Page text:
Healthy, Plant-Based Diet Linked to Lower Risk for Coronary Heart Disease — Physician’s First Watch
Healthy, Plant-Based Diet Linked to Lower Risk for Coronary Heart Disease
By Kelly Young
Edited by David G. Fairchild, MD, MPH
Eating a diet heavy in plants is associated with reduced coronary heart disease risk, provided they're the right plants, suggests a study in the Journal of the American College of Cardiology.
Researchers scored over 200,000 participants' diets on three indices based on food frequency questionnaires:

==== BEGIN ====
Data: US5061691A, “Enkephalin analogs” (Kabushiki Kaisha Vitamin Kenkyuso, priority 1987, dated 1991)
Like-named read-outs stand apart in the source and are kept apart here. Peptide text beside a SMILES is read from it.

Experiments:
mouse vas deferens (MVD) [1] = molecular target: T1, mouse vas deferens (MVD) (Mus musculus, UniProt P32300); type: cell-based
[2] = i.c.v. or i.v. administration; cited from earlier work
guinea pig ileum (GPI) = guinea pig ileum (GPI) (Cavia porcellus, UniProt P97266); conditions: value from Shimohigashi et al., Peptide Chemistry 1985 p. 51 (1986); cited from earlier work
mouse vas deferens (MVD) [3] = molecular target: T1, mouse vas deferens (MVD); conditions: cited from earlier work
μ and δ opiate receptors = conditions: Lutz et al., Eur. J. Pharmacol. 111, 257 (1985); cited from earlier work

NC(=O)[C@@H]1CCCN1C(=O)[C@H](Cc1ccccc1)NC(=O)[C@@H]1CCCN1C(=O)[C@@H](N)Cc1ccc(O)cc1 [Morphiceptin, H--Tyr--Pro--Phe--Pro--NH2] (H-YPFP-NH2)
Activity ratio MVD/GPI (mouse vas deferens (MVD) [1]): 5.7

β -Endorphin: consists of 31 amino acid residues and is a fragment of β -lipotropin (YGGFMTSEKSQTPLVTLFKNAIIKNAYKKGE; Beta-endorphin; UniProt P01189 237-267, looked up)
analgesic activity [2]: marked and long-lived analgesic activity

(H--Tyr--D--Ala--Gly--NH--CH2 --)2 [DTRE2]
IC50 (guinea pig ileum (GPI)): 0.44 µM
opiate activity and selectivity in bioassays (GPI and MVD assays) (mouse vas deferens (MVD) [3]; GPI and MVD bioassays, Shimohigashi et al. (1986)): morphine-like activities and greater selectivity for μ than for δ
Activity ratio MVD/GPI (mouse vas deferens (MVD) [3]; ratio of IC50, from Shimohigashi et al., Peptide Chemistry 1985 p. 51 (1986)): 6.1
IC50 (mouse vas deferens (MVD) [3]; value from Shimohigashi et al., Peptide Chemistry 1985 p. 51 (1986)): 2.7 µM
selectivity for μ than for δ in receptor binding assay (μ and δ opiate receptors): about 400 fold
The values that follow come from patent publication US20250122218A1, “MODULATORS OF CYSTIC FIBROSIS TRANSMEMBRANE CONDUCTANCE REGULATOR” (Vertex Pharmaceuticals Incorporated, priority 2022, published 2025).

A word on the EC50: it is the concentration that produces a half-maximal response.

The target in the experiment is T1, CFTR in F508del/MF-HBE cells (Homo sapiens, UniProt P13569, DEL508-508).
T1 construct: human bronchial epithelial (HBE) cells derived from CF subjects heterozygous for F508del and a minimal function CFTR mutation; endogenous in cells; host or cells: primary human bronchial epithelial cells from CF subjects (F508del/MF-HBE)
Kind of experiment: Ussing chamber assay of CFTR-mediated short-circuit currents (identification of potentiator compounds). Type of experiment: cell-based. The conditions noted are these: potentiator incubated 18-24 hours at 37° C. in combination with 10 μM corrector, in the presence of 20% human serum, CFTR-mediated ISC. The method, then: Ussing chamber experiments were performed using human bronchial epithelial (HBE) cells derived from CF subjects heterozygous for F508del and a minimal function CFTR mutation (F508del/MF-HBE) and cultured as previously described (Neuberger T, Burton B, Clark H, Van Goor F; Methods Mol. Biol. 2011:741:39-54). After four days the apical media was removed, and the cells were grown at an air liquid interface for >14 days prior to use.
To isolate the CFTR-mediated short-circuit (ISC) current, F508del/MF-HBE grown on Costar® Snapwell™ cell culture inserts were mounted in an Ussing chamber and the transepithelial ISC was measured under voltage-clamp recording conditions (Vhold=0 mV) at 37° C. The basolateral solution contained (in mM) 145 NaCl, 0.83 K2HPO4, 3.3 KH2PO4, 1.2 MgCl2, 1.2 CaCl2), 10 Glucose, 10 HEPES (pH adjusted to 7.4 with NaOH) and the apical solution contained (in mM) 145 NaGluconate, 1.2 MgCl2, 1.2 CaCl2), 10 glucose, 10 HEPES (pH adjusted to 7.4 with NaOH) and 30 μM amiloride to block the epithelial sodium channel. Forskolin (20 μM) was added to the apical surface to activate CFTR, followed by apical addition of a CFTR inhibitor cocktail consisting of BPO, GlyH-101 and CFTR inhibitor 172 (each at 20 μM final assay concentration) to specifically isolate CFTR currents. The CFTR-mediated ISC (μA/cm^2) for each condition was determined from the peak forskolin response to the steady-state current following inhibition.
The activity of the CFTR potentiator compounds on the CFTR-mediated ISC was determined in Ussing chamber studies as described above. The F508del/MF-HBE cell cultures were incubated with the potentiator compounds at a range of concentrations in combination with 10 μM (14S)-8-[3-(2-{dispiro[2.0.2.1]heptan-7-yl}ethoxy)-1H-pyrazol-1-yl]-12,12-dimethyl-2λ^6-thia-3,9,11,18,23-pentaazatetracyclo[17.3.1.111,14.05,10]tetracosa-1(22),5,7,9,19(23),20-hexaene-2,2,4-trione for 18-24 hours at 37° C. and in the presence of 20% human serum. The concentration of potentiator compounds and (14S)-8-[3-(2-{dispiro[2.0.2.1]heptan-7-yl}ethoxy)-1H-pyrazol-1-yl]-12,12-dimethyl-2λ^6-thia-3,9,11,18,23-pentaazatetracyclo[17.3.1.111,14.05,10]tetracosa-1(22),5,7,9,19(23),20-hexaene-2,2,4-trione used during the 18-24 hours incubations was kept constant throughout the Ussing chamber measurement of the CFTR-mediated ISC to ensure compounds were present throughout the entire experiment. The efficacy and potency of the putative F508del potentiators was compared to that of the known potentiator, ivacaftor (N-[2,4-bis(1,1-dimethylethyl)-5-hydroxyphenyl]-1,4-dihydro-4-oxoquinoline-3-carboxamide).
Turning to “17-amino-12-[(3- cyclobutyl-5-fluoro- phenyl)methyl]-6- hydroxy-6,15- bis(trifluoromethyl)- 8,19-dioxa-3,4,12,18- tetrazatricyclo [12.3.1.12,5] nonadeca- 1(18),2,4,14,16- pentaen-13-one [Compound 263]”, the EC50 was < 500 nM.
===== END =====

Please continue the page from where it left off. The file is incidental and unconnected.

Plant-based diet index (PDI): points awarded for plant intake and taken away for animal foods
Healthful PDI: points for whole grains, vegetables, nuts, etc.
Unhealthful PDI: points for refined grains, sweets, potatoes, etc.
During roughly 25 years' follow-up, 4% developed coronary heart disease. The highest decile of the PDI was associated with a 7% reduced CHD risk, compared with the lowest decile after adjusting for confounders. A healthful PDI was associated with a 12% reduced risk, while an unhealthful PDI carried a 10% increased risk.
Editorialists recommend: "Just as physical activity is a continuum, perhaps an emphasis on starting with smaller dietary tweaks rather than major changes would be more encouraging and sustainable for those finding it difficult to make a complete and precipitous change in dietary habits."